Introduction

Hello everyone! Welcome back to our Python series on CipherTrick.com. Today we’re going to learn about nested loops and loop control statements in Python. These tools give us more control and flexibility in our code, allowing us to handle more complex tasks.

Part 1: Nested Loops

A nested loop is a loop inside another loop. It allows you to “loop through a loop”, handling more complex iteration patterns. Here’s a basic example with a `for` loop inside another `for` loop:

``````for i in range(3):
for j in range(3):
print(i, j)
``````

This code will print each combination of `i` and `j` for the numbers 0 to 2.

Nested loops can also involve `while` loops:

``````i = 0
while i < 3:
j = 0
while j < 3:
print(i, j)
j += 1
i += 1
``````

This code does the same thing as the previous example, but using `while` loops.

Part 2: Loop Control Statements

Loop control statements change the execution from its normal sequence. Python supports three types of loop control statements: `break`, `continue`, and `pass`.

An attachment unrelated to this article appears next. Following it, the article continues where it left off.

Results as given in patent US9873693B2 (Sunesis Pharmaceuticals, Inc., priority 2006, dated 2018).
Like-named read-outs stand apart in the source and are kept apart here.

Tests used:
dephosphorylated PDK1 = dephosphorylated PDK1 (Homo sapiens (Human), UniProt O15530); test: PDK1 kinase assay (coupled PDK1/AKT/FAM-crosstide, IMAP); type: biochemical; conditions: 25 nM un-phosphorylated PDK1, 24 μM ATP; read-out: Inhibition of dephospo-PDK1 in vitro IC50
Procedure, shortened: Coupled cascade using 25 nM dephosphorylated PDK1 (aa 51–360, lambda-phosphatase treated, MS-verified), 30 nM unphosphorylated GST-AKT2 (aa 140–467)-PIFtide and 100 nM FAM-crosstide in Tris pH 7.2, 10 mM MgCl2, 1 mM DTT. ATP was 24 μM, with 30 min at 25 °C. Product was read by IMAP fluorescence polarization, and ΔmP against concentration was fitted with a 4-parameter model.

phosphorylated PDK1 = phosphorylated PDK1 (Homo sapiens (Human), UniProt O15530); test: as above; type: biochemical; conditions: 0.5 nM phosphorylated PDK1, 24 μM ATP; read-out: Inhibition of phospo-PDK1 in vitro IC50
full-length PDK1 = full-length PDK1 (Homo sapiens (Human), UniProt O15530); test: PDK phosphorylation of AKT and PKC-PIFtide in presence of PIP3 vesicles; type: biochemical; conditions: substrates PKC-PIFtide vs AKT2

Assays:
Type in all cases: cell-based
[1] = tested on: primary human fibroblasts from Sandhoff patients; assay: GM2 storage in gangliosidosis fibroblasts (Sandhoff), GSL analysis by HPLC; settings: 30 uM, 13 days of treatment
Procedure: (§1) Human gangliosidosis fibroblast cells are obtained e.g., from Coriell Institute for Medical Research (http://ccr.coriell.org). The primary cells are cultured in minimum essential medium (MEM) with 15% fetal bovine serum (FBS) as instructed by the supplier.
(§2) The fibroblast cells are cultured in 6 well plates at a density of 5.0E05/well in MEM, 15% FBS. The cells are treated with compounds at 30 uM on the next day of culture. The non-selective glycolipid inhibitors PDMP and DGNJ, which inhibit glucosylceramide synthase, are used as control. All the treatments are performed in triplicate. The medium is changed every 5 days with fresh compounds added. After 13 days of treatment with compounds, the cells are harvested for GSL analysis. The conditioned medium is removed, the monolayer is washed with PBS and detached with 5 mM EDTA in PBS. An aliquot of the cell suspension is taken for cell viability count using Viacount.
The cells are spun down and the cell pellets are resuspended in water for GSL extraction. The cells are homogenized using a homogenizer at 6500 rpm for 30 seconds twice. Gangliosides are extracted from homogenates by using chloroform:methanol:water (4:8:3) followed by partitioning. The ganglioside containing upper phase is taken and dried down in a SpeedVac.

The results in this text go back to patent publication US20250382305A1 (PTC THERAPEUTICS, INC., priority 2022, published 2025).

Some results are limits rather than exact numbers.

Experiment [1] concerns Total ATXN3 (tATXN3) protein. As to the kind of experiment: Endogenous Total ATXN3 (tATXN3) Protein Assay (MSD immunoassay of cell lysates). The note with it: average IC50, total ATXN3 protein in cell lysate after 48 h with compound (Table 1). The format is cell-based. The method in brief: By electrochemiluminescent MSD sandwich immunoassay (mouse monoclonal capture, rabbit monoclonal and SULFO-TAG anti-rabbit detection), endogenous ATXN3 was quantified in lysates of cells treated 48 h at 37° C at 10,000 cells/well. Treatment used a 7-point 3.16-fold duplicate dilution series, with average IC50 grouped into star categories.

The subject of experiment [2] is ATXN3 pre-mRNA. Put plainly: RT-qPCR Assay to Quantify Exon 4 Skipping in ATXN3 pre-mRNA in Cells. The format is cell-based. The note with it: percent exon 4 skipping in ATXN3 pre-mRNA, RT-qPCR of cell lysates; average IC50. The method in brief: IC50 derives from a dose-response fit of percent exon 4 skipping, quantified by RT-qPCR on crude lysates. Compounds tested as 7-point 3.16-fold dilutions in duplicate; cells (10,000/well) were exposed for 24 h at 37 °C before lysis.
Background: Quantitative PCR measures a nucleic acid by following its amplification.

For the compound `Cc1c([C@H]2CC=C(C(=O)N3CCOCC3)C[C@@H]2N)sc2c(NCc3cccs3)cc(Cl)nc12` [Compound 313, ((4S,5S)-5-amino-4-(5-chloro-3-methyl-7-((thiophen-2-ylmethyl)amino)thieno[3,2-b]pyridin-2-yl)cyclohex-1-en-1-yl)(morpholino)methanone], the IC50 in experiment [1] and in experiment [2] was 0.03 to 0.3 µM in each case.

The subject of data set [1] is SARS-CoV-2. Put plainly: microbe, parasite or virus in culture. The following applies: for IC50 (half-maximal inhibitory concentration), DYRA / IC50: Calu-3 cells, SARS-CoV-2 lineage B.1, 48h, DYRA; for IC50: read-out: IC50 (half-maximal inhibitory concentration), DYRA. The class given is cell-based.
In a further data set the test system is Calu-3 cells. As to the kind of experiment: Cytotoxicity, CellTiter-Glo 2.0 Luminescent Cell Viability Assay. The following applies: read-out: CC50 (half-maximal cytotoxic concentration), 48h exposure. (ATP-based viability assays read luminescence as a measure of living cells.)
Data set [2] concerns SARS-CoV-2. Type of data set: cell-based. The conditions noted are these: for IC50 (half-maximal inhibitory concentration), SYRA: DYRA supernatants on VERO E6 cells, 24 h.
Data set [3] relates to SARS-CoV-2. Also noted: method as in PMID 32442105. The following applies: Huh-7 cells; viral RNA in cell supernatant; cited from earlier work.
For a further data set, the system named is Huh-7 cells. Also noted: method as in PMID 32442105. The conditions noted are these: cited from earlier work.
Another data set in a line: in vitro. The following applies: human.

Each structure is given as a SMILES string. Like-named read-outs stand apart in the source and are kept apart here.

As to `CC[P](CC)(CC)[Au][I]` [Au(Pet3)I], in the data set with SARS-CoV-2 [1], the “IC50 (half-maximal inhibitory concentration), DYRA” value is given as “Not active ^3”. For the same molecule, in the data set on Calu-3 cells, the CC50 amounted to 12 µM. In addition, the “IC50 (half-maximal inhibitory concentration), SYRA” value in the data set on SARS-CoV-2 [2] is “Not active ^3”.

Break

The `break` statement is used to exit a loop prematurely, stopping the loop even if the loop condition has not become False or the sequence of items has not been completely iterated over. Here’s an example:

``````for i in range(5):
if i == 3:
break
print(i)
``````

This will print the numbers 0, 1, and 2. When `i` is equal to 3, the `break` statement stops the loop.

Continue

The `continue` statement is used to skip the rest of the code inside a loop for the current iteration only. The loop does not terminate but continues on with the next iteration. Here’s an example:

``````for i in range(5):
if i == 3:
continue
print(i)
``````

This will print the numbers 0, 1, 2, and 4. When `i` is equal to 3, the `continue` statement skips the print operation for that iteration.

Pass

The `pass` statement is a placeholder and is used when the syntax requires a statement, but you don’t want any command or code to execute. The `pass` statement is mostly used for creating minimal classes or defining empty loops. Here’s an example:

``````for i in range(5):
pass
``````

This code is perfectly valid but doesn’t actually do anything.

Conclusion

Nested loops and loop control statements are key features of Python, allowing for complex iteration patterns and greater control over how and when your loops execute. Practice using these concepts in your code until you feel comfortable with them. Up next in our Python tutorial series, we’ll explore Python’s data structures in more detail. Until then, keep practicing and happy coding!